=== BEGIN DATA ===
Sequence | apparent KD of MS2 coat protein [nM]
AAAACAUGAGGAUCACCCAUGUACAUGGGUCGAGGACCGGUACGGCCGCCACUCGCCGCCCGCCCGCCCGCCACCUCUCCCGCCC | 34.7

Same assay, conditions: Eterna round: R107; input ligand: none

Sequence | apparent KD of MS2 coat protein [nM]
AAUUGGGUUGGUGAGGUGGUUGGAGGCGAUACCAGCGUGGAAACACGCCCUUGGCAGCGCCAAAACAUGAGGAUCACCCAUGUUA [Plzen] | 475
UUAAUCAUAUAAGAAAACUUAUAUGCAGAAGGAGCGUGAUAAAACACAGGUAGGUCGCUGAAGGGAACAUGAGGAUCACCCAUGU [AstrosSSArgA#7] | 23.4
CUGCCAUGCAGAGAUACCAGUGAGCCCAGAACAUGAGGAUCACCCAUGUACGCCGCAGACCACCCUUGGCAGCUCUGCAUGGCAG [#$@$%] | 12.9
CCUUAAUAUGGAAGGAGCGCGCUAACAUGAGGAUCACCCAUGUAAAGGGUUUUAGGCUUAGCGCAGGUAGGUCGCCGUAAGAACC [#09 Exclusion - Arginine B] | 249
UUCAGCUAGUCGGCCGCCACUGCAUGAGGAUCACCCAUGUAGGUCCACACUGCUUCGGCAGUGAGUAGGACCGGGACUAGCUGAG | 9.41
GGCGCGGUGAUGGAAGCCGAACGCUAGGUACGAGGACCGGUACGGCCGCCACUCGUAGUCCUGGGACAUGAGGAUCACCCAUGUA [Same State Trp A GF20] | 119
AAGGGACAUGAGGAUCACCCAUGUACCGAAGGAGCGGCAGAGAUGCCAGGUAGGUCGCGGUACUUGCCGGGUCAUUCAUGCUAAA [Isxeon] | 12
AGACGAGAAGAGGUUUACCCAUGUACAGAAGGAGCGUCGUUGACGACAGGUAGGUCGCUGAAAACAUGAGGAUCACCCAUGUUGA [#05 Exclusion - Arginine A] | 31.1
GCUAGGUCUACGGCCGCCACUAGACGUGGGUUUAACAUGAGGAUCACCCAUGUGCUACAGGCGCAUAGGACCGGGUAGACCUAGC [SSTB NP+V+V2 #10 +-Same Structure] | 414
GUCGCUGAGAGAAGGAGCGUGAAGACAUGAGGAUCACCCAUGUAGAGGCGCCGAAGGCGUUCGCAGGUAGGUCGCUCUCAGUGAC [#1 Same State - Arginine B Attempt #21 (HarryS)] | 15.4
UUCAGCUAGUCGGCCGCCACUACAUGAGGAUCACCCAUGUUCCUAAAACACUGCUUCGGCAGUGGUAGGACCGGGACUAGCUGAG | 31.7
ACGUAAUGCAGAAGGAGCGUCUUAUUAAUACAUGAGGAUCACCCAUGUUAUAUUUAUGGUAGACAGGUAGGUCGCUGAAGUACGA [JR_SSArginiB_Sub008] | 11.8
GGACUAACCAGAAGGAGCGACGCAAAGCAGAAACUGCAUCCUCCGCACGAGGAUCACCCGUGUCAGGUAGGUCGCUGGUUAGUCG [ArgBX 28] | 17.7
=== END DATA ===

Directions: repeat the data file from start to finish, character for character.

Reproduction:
Sequence | apparent KD of MS2 coat protein [nM]
AAAACAUGAGGAUCACCCAUGUACAUGGGUCGAGGACCGGUACGGCCGCCACUCGCCGCCCGCCCGCCCGCCACCUCUCCCGCCC | 34.7

Same assay, conditions: Eterna round: R107; input ligand: none

Sequence | apparent KD of MS2 coat protein [nM]
AAUUGGGUUGGUGAGGUGGUUGGAGGCGAUACCAGCGUGGAAACACGCCCUUGGCAGCGCCAAAACAUGAGGAUCACCCAUGUUA [Plzen] | 475
UUAAUCAUAUAAGAAAACUUAUAUGCAGAAGGAGCGUGAUAAAACACAGGUAGGUCGCUGAAGGGAACAUGAGGAUCACCCAUGU [AstrosSSArgA#7] | 23.4
CUGCCAUGCAGAGAUACCAGUGAGCCCAGAACAUGAGGAUCACCCAUGUACGCCGCAGACCACCCUUGGCAGCUCUGCAUGGCAG [#$@$%] | 12.9
CCUUAAUAUGGAAGGAGCGCGCUAACAUGAGGAUCACCCAUGUAAAGGGUUUUAGGCUUAGCGCAGGUAGGUCGCCGUAAGAACC [#09 Exclusion - Arginine B] | 249
UUCAGCUAGUCGGCCGCCACUGCAUGAGGAUCACCCAUGUAGGUCCACACUGCUUCGGCAGUGAGUAGGACCGGGACUAGCUGAG | 9.41
GGCGCGGUGAUGGAAGCCGAACGCUAGGUACGAGGACCGGUACGGCCGCCACUCGUAGUCCUGGGACAUGAGGAUCACCCAUGUA [Same State Trp A GF20] | 119
AAGGGACAUGAGGAUCACCCAUGUACCGAAGGAGCGGCAGAGAUGCCAGGUAGGUCGCGGUACUUGCCGGGUCAUUCAUGCUAAA [Isxeon] | 12
AGACGAGAAGAGGUUUACCCAUGUACAGAAGGAGCGUCGUUGACGACAGGUAGGUCGCUGAAAACAUGAGGAUCACCCAUGUUGA [#05 Exclusion - Arginine A] | 31.1
GCUAGGUCUACGGCCGCCACUAGACGUGGGUUUAACAUGAGGAUCACCCAUGUGCUACAGGCGCAUAGGACCGGGUAGACCUAGC [SSTB NP+V+V2 #10 +-Same Structure] | 414
GUCGCUGAGAGAAGGAGCGUGAAGACAUGAGGAUCACCCAUGUAGAGGCGCCGAAGGCGUUCGCAGGUAGGUCGCUCUCAGUGAC [#1 Same State - Arginine B Attempt #21 (HarryS)] | 15.4
UUCAGCUAGUCGGCCGCCACUACAUGAGGAUCACCCAUGUUCCUAAAACACUGCUUCGGCAGUGGUAGGACCGGGACUAGCUGAG | 31.7
ACGUAAUGCAGAAGGAGCGUCUUAUUAAUACAUGAGGAUCACCCAUGUUAUAUUUAUGGUAGACAGGUAGGUCGCUGAAGUACGA [JR_SSArginiB_Sub008] | 11.8
GGACUAACCAGAAGGAGCGACGCAAAGCAGAAACUGCAUCCUCCGCACGAGGAUCACCCGUGUCAGGUAGGUCGCUGGUUAGUCG [ArgBX 28] | 17.7